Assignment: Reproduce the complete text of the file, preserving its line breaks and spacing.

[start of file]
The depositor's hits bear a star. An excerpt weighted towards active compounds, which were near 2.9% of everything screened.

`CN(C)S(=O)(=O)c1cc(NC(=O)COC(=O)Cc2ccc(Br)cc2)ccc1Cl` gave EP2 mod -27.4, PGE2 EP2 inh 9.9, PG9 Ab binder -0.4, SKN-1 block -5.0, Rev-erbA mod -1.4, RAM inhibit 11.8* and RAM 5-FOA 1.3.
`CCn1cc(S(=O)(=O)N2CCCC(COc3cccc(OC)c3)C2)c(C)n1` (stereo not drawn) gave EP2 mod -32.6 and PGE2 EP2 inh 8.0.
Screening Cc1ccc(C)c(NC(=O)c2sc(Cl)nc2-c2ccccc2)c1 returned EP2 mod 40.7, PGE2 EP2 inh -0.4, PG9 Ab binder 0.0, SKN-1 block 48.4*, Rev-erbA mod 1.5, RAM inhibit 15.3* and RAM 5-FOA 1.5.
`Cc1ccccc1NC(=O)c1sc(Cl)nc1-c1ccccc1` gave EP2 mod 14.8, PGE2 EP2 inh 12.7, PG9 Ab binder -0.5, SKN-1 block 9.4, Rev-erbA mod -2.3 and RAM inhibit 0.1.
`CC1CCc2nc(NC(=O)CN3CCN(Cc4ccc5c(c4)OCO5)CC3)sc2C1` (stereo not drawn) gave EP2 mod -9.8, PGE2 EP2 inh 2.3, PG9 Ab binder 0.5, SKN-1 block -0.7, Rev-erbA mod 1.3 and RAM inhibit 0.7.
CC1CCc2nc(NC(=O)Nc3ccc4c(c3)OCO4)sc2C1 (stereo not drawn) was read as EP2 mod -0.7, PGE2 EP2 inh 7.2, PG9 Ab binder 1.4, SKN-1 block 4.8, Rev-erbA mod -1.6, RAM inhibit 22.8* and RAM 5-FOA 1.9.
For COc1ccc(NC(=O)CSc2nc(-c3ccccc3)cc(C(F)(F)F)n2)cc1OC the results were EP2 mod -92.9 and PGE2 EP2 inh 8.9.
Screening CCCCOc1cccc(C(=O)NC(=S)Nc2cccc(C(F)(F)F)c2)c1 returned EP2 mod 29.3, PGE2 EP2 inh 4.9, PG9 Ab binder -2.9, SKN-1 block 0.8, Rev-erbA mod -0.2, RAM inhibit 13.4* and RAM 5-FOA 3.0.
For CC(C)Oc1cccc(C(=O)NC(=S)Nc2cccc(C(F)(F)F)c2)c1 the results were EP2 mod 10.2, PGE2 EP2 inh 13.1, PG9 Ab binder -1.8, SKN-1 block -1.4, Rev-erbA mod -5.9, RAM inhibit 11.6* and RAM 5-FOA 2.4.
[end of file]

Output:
The depositor's hits bear a star. An excerpt weighted towards active compounds, which were near 2.9% of everything screened.

`CN(C)S(=O)(=O)c1cc(NC(=O)COC(=O)Cc2ccc(Br)cc2)ccc1Cl` gave EP2 mod -27.4, PGE2 EP2 inh 9.9, PG9 Ab binder -0.4, SKN-1 block -5.0, Rev-erbA mod -1.4, RAM inhibit 11.8* and RAM 5-FOA 1.3.
`CCn1cc(S(=O)(=O)N2CCCC(COc3cccc(OC)c3)C2)c(C)n1` (stereo not drawn) gave EP2 mod -32.6 and PGE2 EP2 inh 8.0.
Screening Cc1ccc(C)c(NC(=O)c2sc(Cl)nc2-c2ccccc2)c1 returned EP2 mod 40.7, PGE2 EP2 inh -0.4, PG9 Ab binder 0.0, SKN-1 block 48.4*, Rev-erbA mod 1.5, RAM inhibit 15.3* and RAM 5-FOA 1.5.
`Cc1ccccc1NC(=O)c1sc(Cl)nc1-c1ccccc1` gave EP2 mod 14.8, PGE2 EP2 inh 12.7, PG9 Ab binder -0.5, SKN-1 block 9.4, Rev-erbA mod -2.3 and RAM inhibit 0.1.
`CC1CCc2nc(NC(=O)CN3CCN(Cc4ccc5c(c4)OCO5)CC3)sc2C1` (stereo not drawn) gave EP2 mod -9.8, PGE2 EP2 inh 2.3, PG9 Ab binder 0.5, SKN-1 block -0.7, Rev-erbA mod 1.3 and RAM inhibit 0.7.
CC1CCc2nc(NC(=O)Nc3ccc4c(c3)OCO4)sc2C1 (stereo not drawn) was read as EP2 mod -0.7, PGE2 EP2 inh 7.2, PG9 Ab binder 1.4, SKN-1 block 4.8, Rev-erbA mod -1.6, RAM inhibit 22.8* and RAM 5-FOA 1.9.
For COc1ccc(NC(=O)CSc2nc(-c3ccccc3)cc(C(F)(F)F)n2)cc1OC the results were EP2 mod -92.9 and PGE2 EP2 inh 8.9.
Screening CCCCOc1cccc(C(=O)NC(=S)Nc2cccc(C(F)(F)F)c2)c1 returned EP2 mod 29.3, PGE2 EP2 inh 4.9, PG9 Ab binder -2.9, SKN-1 block 0.8, Rev-erbA mod -0.2, RAM inhibit 13.4* and RAM 5-FOA 3.0.
For CC(C)Oc1cccc(C(=O)NC(=S)Nc2cccc(C(F)(F)F)c2)c1 the results were EP2 mod 10.2, PGE2 EP2 inh 13.1, PG9 Ab binder -1.8, SKN-1 block -1.4, Rev-erbA mod -5.9, RAM inhibit 11.6* and RAM 5-FOA 2.4.